The Mists of Avalon (2001): Starring Angelica Houston, Joan Allen, Julianna Margulies, Michael Byrne, Edward Atterton, Samantha Mathis, Michael Vartan, Hans Matheson, Mark Lewis Jones, Clive Russell, Ian Duncan, David Calder, John Comer, Tony Curran, Karel Dobry, Biddy Hodson, Noah Huntley, Klara Issova, Edward Jewsbury, Christopher Fulford, Hugh Ross....Director Uli Edel...Screenplay Gavin Scott.Based on the popular novels by Marion Zimmer Bradley, "Mists of Avalon" was adapted into a successful, cable mini-series that nevertheless strayed from the original literary source but turned out to be a grand cinematic affair, complete with a superb and talented cast, stunning visual effects and artistic direction. The familiar legend of King Arthur, Camelot and the Knights of the Round Table is approached in a radically different manner. It has been revised so as to appear closer to the historical period where the myth of Arthur developed, the time of the warring Anglos and Saxons, as well as revised so that the female characters that figure in the legends are even more significant. Angelica Houston delivers a strong performance as the spiritual, matriarch figure "Lady of the Lake Vivien", the High Prietess of Avalon. Avalon is an eternally beautiful island, hidden in the mists, where the ancient, mysterious, primeval Goddess is worshipped. She has under her tutelege two women- Morgaine (Julianna Margulies) who is the most qualified to succeed her as High Priestess, and the darker, more ambitious sorceress Morgause (Joan Allen). While much of the same content from the old legends remain intact - i.e. Uther Pendragon beds Igraine to conceive Arthur, Arthur grows up to be king after receiving the sword Excalibur, Lancelot and Guenevere are accused of committing adultery and treason, Mordred battles Arthur, the wounded and dying Arthur is transported to Avalon - the events are manipulated behind-the-scenes by the cunning magic and influence of the women, each who have wills of their own and envision a Camelot of their own making. Morgaine and Arthur commit incest without knowing it during a pagan fertility ritual, the result of this union is the evil Mordred, who is himself reared to be king by the evil Morgause. King Arthur (Edward Atterton) finds that he loves both his friend and champion knight Lancelot (Michael Vartan) and his wife Guenevere who is bitter because she cannot bare his children. The result of this- a threesome between the three of them. Guenevere (Samantha Mathis) finds that she cannot have children, cannot have a proper husband in a king with too many loads on his back, nor a lover in Lancelot, so she retires to a convent. Morgaine learns to value spiritual matters over material ones, and throughout the film grows as a woman. Despite the attempt at a feminist version of the Arthur saga, the women cannot take matters into their own hands and instead scheme and use witchcraft to do their work, far from true feminism in which a woman proves herself worthy on her own. But even with this turn-off, the film is excessively beautiful and contains a magical, mysterious quality that takes you to another world and time. With music by Lee Holdrige and Loreena McKennitt, a popular Celtic-blooded singer of the late 90's, this is a story of interest to women, Arthurian legend lovers and Wiccans whose rites, like Beltane as depicted in the movie, are still very much a part of their religion. This movie is powerful, emotional and perhaps the only real fault is that, as many viewers have noted, the series stray from the original novel.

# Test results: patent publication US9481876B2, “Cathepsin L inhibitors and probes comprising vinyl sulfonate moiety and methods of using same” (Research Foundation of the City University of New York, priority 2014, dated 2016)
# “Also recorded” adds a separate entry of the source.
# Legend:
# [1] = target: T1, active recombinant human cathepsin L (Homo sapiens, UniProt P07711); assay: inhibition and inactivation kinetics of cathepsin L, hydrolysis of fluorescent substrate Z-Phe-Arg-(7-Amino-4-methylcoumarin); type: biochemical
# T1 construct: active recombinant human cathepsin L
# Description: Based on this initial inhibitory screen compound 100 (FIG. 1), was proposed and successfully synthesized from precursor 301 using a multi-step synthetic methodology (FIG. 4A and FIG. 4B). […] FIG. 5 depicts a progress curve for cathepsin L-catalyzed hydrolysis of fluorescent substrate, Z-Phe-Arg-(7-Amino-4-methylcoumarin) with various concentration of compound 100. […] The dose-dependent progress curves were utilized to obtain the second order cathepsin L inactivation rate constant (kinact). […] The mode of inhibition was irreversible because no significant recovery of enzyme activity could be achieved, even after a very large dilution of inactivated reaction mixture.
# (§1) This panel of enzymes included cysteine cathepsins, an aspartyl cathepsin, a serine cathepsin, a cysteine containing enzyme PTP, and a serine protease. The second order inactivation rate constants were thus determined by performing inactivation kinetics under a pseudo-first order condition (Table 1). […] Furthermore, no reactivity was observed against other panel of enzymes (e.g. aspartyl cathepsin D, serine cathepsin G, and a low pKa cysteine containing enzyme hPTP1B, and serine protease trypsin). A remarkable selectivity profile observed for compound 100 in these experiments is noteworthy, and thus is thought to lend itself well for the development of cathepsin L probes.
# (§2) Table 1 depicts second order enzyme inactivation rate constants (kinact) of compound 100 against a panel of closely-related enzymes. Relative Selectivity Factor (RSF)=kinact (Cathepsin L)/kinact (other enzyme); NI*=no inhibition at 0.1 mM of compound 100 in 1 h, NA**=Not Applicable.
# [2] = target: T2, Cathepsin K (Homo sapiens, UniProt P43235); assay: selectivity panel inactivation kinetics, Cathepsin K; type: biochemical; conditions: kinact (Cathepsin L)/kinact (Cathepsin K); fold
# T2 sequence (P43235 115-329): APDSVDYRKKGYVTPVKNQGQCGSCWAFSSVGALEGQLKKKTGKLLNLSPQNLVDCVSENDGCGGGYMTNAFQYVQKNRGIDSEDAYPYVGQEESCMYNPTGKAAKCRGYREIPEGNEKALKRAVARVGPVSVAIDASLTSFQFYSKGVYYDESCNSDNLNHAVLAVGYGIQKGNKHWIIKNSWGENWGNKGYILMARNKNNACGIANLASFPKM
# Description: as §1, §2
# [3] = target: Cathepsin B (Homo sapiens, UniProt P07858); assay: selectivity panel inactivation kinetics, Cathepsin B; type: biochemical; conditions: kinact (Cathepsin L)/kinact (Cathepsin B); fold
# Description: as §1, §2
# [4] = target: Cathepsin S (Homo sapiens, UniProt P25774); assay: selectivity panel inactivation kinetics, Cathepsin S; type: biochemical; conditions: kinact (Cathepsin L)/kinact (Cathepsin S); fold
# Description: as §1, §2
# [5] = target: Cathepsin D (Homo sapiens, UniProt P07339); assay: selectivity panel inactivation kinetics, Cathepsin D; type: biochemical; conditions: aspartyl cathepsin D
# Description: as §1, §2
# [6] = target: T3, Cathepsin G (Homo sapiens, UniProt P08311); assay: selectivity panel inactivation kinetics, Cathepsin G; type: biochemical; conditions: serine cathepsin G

David Lee (zeupater)
The book is simply amazing and this film adaptation adequately embodies its epic stature. I am amazed how much of the book is actually reflected in a 2-hour television digest version. I really don't like spoilers and I always try to avoid giving away a story myself, so I will just say this movie can be enjoyed by either fans of Marion Zimmer Bradley's book or the uninitiated.The scenery, cinematography and costumes are beautiful. The acting is generally very smart and understanding. The cast was well chosen. The writing is well-informed.Some of the negative reviewers seem to be offended by sexual material and what they perceive as "anti-christian" content. Of course I would not try to change any of these people's opinions, but I would remind these reviewers of the story's point of view. The setting is in a largely non-Christian world and told from a feminine perspective. With virtually all other tellings being from a masculine, heroic, 15th century Christian perspective (despite the fact that the setting is actually 4th century pagan) I find this appealing for history's (her-story's) sake alone. Usually the "winners" write history. In this case I think Bradley is trying to tell the other side of the story.